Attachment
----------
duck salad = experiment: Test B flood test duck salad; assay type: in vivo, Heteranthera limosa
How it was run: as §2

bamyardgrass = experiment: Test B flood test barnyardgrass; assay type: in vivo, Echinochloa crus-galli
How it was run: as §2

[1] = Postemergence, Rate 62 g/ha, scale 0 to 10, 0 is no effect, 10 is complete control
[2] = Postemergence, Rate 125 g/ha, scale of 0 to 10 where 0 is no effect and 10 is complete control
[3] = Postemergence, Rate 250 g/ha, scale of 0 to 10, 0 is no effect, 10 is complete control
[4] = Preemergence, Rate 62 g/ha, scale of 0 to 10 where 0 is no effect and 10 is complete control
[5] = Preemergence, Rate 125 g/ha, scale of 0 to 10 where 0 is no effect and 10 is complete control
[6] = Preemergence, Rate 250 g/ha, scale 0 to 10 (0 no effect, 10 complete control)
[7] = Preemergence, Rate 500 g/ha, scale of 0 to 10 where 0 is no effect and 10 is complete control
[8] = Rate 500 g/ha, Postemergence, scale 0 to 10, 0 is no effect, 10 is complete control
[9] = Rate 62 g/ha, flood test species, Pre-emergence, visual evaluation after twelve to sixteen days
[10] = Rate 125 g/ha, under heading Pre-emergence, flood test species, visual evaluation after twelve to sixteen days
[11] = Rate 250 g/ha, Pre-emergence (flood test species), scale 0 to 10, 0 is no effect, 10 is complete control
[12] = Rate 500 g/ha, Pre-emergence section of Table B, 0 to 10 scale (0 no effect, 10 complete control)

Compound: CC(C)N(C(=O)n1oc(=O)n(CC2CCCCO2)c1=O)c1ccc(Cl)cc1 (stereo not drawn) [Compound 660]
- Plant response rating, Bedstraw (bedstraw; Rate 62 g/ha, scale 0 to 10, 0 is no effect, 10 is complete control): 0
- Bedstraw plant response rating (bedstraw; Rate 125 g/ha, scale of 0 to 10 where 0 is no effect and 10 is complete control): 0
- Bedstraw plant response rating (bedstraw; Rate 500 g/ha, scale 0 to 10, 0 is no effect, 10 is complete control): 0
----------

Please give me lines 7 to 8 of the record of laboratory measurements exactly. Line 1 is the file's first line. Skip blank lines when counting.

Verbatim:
[3] = Postemergence, Rate 250 g/ha, scale of 0 to 10, 0 is no effect, 10 is complete control
[4] = Preemergence, Rate 62 g/ha, scale of 0 to 10 where 0 is no effect and 10 is complete control